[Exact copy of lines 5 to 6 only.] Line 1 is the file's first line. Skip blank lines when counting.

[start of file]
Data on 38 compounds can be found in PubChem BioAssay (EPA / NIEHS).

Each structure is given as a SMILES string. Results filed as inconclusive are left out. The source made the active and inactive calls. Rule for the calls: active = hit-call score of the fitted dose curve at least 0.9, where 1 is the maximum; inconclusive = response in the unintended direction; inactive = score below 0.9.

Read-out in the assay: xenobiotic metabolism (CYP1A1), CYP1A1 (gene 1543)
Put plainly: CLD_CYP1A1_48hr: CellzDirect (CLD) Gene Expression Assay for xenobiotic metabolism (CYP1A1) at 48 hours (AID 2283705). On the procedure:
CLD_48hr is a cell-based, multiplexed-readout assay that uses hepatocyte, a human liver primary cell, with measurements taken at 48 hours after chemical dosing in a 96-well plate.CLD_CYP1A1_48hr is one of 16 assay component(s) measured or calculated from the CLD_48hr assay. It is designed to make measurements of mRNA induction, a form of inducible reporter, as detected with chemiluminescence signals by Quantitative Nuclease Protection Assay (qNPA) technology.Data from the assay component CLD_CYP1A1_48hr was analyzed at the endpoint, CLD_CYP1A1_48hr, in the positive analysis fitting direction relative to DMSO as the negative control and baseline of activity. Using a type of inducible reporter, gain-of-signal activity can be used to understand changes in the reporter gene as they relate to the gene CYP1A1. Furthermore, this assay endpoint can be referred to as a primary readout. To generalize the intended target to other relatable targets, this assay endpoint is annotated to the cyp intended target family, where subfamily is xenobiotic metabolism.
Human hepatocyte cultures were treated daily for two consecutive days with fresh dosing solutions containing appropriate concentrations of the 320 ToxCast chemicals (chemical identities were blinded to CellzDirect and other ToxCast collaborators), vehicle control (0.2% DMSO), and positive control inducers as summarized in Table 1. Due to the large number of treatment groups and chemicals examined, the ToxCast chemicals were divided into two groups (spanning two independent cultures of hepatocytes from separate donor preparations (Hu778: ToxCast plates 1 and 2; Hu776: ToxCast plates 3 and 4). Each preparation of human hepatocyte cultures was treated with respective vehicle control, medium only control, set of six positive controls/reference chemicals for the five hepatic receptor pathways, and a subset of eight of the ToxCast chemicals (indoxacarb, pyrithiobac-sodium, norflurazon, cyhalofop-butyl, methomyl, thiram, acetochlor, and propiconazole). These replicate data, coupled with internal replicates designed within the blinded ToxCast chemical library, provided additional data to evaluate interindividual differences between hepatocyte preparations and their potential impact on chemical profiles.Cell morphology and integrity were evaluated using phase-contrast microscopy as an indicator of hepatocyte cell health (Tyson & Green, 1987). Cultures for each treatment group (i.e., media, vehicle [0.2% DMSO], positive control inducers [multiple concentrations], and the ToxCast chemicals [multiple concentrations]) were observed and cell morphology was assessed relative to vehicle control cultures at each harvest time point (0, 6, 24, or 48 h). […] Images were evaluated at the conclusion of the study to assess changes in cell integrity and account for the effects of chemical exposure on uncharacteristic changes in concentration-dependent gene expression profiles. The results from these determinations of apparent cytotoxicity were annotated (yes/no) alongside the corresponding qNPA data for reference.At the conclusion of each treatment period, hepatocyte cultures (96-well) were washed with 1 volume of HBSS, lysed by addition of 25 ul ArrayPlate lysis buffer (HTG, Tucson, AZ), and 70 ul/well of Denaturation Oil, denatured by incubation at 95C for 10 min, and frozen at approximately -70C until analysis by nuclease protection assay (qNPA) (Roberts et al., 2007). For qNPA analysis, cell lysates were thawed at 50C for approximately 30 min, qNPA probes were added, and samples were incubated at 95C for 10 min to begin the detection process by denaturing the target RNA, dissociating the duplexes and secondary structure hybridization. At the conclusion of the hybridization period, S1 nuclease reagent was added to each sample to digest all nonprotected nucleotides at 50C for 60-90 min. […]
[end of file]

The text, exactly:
CLD_48hr is a cell-based, multiplexed-readout assay that uses hepatocyte, a human liver primary cell, with measurements taken at 48 hours after chemical dosing in a 96-well plate.CLD_CYP1A1_48hr is one of 16 assay component(s) measured or calculated from the CLD_48hr assay. It is designed to make measurements of mRNA induction, a form of inducible reporter, as detected with chemiluminescence signals by Quantitative Nuclease Protection Assay (qNPA) technology.Data from the assay component CLD_CYP1A1_48hr was analyzed at the endpoint, CLD_CYP1A1_48hr, in the positive analysis fitting direction relative to DMSO as the negative control and baseline of activity. Using a type of inducible reporter, gain-of-signal activity can be used to understand changes in the reporter gene as they relate to the gene CYP1A1. Furthermore, this assay endpoint can be referred to as a primary readout. To generalize the intended target to other relatable targets, this assay endpoint is annotated to the cyp intended target family, where subfamily is xenobiotic metabolism.
Human hepatocyte cultures were treated daily for two consecutive days with fresh dosing solutions containing appropriate concentrations of the 320 ToxCast chemicals (chemical identities were blinded to CellzDirect and other ToxCast collaborators), vehicle control (0.2% DMSO), and positive control inducers as summarized in Table 1. Due to the large number of treatment groups and chemicals examined, the ToxCast chemicals were divided into two groups (spanning two independent cultures of hepatocytes from separate donor preparations (Hu778: ToxCast plates 1 and 2; Hu776: ToxCast plates 3 and 4). Each preparation of human hepatocyte cultures was treated with respective vehicle control, medium only control, set of six positive controls/reference chemicals for the five hepatic receptor pathways, and a subset of eight of the ToxCast chemicals (indoxacarb, pyrithiobac-sodium, norflurazon, cyhalofop-butyl, methomyl, thiram, acetochlor, and propiconazole). These replicate data, coupled with internal replicates designed within the blinded ToxCast chemical library, provided additional data to evaluate interindividual differences between hepatocyte preparations and their potential impact on chemical profiles.Cell morphology and integrity were evaluated using phase-contrast microscopy as an indicator of hepatocyte cell health (Tyson & Green, 1987). Cultures for each treatment group (i.e., media, vehicle [0.2% DMSO], positive control inducers [multiple concentrations], and the ToxCast chemicals [multiple concentrations]) were observed and cell morphology was assessed relative to vehicle control cultures at each harvest time point (0, 6, 24, or 48 h). […] Images were evaluated at the conclusion of the study to assess changes in cell integrity and account for the effects of chemical exposure on uncharacteristic changes in concentration-dependent gene expression profiles. The results from these determinations of apparent cytotoxicity were annotated (yes/no) alongside the corresponding qNPA data for reference.At the conclusion of each treatment period, hepatocyte cultures (96-well) were washed with 1 volume of HBSS, lysed by addition of 25 ul ArrayPlate lysis buffer (HTG, Tucson, AZ), and 70 ul/well of Denaturation Oil, denatured by incubation at 95C for 10 min, and frozen at approximately -70C until analysis by nuclease protection assay (qNPA) (Roberts et al., 2007). For qNPA analysis, cell lysates were thawed at 50C for approximately 30 min, qNPA probes were added, and samples were incubated at 95C for 10 min to begin the detection process by denaturing the target RNA, dissociating the duplexes and secondary structure hybridization. At the conclusion of the hybridization period, S1 nuclease reagent was added to each sample to digest all nonprotected nucleotides at 50C for 60-90 min. […]